A Self-Assembling Molecular Train Set

An artificial system mimics the way proteins and other things move around inside cells.

Choo Choo

U.S. National System of Public Lands

When the tiny bits of stuff inside your body's cells need to get somewhere, they move on tracks, like the cars of a train. Protein, genetic material and organelles—the mini-organs inside each cell—all move around inside the cell along tracks made of long, stringy proteins.

Now, a team of scientists is reporting they've made a bunch of proteins that build their own artificial tracks, shuttle stuff around for a few micrometers, and then break down the tracks after they're done (So tidy). I'm not sure how much of a need there is for this, but the system's creators, a team of physicists from the University of Oxford, wrote in their paper that such self-assembling systems could move molecules around in chemical reactions.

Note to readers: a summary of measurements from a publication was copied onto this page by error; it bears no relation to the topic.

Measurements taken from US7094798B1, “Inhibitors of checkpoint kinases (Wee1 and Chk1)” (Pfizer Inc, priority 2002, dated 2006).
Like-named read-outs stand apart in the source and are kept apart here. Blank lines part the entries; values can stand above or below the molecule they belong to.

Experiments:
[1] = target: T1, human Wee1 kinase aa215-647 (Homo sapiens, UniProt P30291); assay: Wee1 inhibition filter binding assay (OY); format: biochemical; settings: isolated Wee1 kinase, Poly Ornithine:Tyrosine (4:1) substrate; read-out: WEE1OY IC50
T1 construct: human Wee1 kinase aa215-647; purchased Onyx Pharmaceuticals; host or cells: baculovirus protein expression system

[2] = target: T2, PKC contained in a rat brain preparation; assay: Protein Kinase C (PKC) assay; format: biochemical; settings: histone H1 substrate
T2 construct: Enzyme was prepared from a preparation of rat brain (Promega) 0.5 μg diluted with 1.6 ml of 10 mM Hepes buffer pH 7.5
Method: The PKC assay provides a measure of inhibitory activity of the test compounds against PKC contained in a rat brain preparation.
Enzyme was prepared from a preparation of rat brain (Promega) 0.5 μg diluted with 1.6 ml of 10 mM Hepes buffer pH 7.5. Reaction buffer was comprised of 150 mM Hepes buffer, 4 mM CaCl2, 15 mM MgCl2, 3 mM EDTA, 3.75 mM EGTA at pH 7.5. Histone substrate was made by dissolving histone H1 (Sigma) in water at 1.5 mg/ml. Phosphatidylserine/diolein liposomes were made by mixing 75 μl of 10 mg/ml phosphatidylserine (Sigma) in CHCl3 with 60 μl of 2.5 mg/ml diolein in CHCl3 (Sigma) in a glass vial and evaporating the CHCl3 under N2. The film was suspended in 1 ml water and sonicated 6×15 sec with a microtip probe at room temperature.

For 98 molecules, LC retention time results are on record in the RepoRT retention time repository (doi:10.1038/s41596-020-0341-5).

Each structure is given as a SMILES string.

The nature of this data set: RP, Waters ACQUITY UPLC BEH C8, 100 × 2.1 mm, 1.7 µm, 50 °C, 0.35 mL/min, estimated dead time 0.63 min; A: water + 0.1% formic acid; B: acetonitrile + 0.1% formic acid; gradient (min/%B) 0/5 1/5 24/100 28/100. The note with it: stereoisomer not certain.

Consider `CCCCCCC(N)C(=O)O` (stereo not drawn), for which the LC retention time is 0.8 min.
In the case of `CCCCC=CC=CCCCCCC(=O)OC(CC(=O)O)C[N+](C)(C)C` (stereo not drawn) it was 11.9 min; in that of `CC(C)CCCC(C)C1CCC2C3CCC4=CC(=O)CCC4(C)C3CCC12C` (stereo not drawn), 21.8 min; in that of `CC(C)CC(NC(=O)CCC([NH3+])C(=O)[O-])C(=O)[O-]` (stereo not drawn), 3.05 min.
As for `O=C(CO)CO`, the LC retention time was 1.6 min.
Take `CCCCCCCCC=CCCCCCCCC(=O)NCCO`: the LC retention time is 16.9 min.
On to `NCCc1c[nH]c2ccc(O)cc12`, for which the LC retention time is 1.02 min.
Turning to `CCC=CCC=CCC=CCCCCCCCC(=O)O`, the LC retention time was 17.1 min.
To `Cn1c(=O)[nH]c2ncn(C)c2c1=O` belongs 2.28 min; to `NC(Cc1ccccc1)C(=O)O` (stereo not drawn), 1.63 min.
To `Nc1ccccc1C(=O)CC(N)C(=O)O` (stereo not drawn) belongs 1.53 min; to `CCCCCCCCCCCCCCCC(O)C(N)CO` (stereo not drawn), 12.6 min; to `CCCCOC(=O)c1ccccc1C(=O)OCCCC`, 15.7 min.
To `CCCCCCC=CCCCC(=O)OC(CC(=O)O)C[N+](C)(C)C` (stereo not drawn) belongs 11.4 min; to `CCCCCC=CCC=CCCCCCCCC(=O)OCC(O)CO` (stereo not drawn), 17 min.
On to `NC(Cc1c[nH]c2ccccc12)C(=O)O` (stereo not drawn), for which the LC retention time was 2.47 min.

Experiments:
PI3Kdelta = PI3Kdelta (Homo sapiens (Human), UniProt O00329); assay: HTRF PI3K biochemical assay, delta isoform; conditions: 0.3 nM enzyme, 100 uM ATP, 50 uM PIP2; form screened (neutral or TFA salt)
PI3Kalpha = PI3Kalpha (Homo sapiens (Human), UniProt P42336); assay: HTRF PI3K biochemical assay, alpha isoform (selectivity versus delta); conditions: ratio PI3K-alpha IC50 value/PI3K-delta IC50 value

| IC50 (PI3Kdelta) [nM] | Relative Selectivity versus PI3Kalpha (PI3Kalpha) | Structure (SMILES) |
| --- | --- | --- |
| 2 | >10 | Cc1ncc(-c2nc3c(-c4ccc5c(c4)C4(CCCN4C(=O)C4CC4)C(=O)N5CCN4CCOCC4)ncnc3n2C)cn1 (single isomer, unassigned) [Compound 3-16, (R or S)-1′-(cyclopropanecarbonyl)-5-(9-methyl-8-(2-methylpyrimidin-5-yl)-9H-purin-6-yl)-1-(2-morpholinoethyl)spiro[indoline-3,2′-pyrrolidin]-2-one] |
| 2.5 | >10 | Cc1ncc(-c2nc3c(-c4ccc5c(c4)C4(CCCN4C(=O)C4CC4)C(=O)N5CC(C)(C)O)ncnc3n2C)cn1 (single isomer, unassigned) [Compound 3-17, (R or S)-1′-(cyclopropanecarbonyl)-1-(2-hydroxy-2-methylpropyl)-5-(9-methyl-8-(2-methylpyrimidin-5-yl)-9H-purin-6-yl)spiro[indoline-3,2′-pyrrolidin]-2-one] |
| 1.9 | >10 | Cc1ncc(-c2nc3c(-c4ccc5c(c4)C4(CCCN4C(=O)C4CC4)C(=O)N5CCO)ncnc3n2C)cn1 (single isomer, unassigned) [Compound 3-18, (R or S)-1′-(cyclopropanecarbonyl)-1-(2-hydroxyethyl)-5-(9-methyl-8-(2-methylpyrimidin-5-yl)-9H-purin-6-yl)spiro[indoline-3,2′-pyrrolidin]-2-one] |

The artificial proteins have short stretches of DNA attached to them to tell them what to do. They form tracks in a sort of star shape, with several tracks radiating outward from a central point. (The researchers wrote they were inspired by color-changing fish, which form such star-shaped tracks inside their cells to shuttle pigments around.) When given ATP, the natural fuel cells use, the artificial shuttles scoot along their tracks to the center of the star.

You can see the system at work in this video the researchers made. The tracks are red and that's what you see at first. Then the researchers add in protein shuttles carrying fluorescent-green "cargo." The shuttles adhere all over the tracks, at random, before all moving to the center. Lastly, the researchers add in a DNA signal that tells the shuttles to disperse, leaving the tracks red and empty again:

The research appeared in the journal Nature Nanotechnology.